Nowadays, those who regularly expose themselves to radiation bear lead protective jackets;However Marie Curie and her colleagues worked day after day without any protection, in an environment bombed by the most powerful known radiation.The horrors of cancellation diseases did not spare them.One after the other, they died.The decades of exposure to Marie Curie's radiation left it with chronic diseases;Radium destroyed its bone marrow (aplastic anemia).In 1995, when the bodies of the curia were transferred to the Pantheon in Paris, so that the two could be honored among the most important historical figures in France, coffins lined with lead were used to protect visitors from their dangerously radioactive remains.They will remain in these protective cases for at least one thousand five hundred years.The personal notes and artifacts of Marie Curie, exhibited to the public, are also very radioactive.

The eldest daughter of Marie and Pierre Curie, Irene Joliot-Curie, and her husband, Frédéric Joliot-Curie, took over and started the pioneering work of the family on radiation.The two discovered artificial radioactivity, which earned them the Nobel Prize in chemistry in 1935.But Irene will not be spared, it either, by the curse of diseases due to radiation.She dies of leukemia at the age of fifty-seven at the Institut Curie, in Paris.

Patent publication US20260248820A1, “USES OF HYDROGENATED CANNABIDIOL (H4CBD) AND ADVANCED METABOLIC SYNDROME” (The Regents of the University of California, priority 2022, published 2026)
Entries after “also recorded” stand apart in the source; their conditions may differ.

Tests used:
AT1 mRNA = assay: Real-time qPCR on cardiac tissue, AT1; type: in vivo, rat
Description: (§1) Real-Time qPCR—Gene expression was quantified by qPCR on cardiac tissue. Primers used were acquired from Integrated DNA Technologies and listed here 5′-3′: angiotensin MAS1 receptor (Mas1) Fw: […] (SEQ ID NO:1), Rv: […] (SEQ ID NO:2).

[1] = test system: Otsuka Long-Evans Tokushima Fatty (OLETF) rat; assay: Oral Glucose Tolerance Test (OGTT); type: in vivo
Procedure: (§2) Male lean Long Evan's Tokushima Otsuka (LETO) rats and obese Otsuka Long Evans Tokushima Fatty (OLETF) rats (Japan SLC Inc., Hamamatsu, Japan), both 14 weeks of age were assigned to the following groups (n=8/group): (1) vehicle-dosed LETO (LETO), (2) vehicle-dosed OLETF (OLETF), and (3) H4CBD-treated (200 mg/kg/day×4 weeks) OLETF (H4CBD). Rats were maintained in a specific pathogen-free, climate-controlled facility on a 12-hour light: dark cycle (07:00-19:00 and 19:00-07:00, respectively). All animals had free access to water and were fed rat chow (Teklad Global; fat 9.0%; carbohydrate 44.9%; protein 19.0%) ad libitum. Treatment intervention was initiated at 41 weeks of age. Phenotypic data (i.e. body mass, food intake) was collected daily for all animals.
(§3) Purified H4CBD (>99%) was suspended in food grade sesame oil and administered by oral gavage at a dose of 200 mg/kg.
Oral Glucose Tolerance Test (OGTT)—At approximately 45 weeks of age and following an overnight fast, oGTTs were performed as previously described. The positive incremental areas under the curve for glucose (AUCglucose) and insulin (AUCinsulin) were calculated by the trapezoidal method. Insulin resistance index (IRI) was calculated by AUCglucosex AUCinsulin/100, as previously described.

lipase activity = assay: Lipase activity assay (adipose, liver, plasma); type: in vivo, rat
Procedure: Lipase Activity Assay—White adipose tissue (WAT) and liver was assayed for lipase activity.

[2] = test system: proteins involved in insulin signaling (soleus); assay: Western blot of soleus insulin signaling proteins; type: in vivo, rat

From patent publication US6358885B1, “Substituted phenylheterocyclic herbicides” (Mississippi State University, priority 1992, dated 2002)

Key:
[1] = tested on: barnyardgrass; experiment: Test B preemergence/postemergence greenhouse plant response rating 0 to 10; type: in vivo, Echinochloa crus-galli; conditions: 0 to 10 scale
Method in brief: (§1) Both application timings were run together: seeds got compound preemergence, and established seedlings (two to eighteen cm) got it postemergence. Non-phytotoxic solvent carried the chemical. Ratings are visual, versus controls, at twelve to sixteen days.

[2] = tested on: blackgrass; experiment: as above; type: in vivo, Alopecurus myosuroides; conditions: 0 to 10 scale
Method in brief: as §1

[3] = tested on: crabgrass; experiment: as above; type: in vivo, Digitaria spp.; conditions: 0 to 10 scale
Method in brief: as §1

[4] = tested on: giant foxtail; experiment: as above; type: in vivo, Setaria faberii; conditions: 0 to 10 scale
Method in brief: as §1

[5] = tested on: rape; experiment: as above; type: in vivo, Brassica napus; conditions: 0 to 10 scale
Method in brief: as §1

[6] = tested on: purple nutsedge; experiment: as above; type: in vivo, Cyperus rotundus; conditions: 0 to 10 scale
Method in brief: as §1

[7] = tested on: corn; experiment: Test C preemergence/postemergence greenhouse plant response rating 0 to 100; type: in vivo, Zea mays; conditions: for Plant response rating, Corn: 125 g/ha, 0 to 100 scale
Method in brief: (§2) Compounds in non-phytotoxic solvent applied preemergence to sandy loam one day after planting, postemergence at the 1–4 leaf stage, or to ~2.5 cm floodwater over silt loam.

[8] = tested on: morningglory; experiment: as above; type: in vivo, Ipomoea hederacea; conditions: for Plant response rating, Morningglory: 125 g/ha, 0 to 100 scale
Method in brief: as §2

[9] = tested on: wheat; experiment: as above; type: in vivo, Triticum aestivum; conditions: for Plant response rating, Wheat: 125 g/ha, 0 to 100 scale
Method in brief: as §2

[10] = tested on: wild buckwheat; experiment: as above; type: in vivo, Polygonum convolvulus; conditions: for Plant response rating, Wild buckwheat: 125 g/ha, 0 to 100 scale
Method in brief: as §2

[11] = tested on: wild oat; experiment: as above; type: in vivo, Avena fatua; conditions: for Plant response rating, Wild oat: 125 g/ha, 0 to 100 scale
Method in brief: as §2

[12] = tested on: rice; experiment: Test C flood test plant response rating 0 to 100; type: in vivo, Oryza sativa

The risk of cancer increases linearly with the radiation dose.The radiation is classified as ionizing or not ionizing.Ionizing radiation carries enough energy to break molecular bonds and create ions, thus damaging the DNA of a cell.The cells that survive contain unstable chromosomes, more prone to mutations when the cell is replied.For decades, radiation has been classified as a carcinogenic agent of group 1.Non -ionizing radiation is less intense, so it can often be dissipated without permanently damage tissues.